Few companies are more motivated to promote the return to the office than those in real estate, whose portfolios of office property could be in serious trouble if the pandemic entrenches working from home.
Brookfield, the Canadian-owned investment group, says that three-quarters of employees at Brookfield Place, its US headquarters at the foot of Manhattan, have been back in the office since late November — and it has a playbook that it says other businesses can follow.
Regular Covid-19 testing is central to the effort, it says, along with more cleaning, and dealing with staff concerns over the use of public transport.
“It was important to demonstrate to our tenants that it was possible to bring people to the office,” said Brian Kingston, chief executive of Brookfield’s real estate group. “It is possible to do this and do it safely.”
That soothing message has yet to register with other New York businesses. Weekly surveys of commercial property occupancy show at best a tenth of offices are being staffed, according to the Real Estate Board of New York, a trade association.
Expectations are that by the middle of the year, occupancy rates will approach 50 per cent, helped by the rollout of vaccines.
But in surveys of leading Manhattan employers last year, the Partnership for New York City noted that “the real estate industry has been the most aggressive in bringing employees back to the office”.
Many tenants in Brookfield-owned buildings are ready to start making preparations now that vaccines are being distributed, Kingston said. To aid them, he said, “we have created a white paper which is a starting point for how they can think about bringing their employees back to the office”.
Brookfield partnered Carbon Health, a healthcare provider, to open a testing facility in Brookfield Place last summer. It runs 12 hours a day, seven days a week, and provides Covid-19 tests for workers, conducted every two weeks and paid for by Brookfield.
Every day workers log into the Carbon Health app and provide a self-assessment. In situations where they feel unwell, they are told not to come to the office and a doctor will call them for an online diagnosis.
The app is linked to each employee’s badge and when they swipe to enter Brookfield Place, anyone who has not completed their self assessment is flagged by the system. Temperature screening devices guard the way to the lifts.
Staff started returning to Brookfield Place in late June, since when there have been 42 positive cases among 750 employees. In cases of positive tests in the office, nearby workers have been isolated, sent home and then tested later. “There have been no instances of community spread,” said Kingston.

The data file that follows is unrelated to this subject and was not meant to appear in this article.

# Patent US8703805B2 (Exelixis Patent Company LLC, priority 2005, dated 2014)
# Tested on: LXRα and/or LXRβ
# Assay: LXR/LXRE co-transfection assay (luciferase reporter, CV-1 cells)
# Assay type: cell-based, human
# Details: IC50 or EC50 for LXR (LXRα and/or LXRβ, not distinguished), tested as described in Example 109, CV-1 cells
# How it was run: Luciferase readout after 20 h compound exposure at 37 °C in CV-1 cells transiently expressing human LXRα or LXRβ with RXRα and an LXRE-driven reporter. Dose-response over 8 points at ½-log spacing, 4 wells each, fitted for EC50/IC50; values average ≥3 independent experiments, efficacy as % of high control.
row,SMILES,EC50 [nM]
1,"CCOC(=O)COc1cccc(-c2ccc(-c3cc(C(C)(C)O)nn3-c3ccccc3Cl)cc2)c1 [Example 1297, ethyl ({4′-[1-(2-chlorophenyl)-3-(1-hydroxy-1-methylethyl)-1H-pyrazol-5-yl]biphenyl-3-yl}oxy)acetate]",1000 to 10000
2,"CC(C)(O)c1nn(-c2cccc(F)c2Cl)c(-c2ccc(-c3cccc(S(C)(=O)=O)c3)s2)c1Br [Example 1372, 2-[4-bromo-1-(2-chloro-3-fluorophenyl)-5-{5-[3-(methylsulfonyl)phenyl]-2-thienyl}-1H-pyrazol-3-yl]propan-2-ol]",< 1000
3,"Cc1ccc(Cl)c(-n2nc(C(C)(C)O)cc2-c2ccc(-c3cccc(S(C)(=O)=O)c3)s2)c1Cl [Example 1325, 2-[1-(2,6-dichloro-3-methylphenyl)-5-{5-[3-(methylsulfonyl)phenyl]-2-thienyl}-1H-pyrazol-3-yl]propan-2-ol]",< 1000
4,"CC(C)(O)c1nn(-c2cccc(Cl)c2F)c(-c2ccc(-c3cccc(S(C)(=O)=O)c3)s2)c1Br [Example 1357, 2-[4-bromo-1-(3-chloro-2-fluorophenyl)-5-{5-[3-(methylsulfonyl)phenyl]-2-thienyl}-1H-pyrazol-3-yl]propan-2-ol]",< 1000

Brookfield has inked another partnership, with a ride-share app called Via, which has designated part of its fleet exclusively for the company. Employees can call up the app and be driven home or to the office for $5, with Brookfield paying Via the rest of the cost of the trip. Drivers are regularly tested and the vehicles are cleaned every day.
“This made a big difference for our staff who rely on public transportation,” said Kingston. Parking spaces for those driving into the office were also expanded, he added.
On average there are about 500 people in the Brookfield office on a work day. Getting to and from the elevators involves following a one-way system, while an open plan office is now divided into cubicles via plexi-glass partitions. Employees must wear a mask whenever they are not seated at their desk.
Kingston said Brookfield had also arranged for cleaning to happen more regularly. When he gets up to make a coffee, his desk has usually been cleaned during his absence, he said.
Air filtration has been upgraded and Brookfield Place has installed a new system incorporating technology typically used in hospitals — technology it has extended to the office buildings and shopping malls it owns across the US and Canada.
The next step, the company says, is playing an active role in the logistics of vaccinations, if called upon. “We want to help roll out vaccinations and provide facilities in our buildings,” said Kingston. “We are working closely with New York State on their rollout strategy.”
As for its own staff, Kingston said Brookfield employees “will get it when they are eligible”, but not that the company would mandate it for those who want to be in the office.
Brookfield said: “We plan to partner with Carbon Health to make the vaccination available to employees when possible and will encourage all employees to participate.”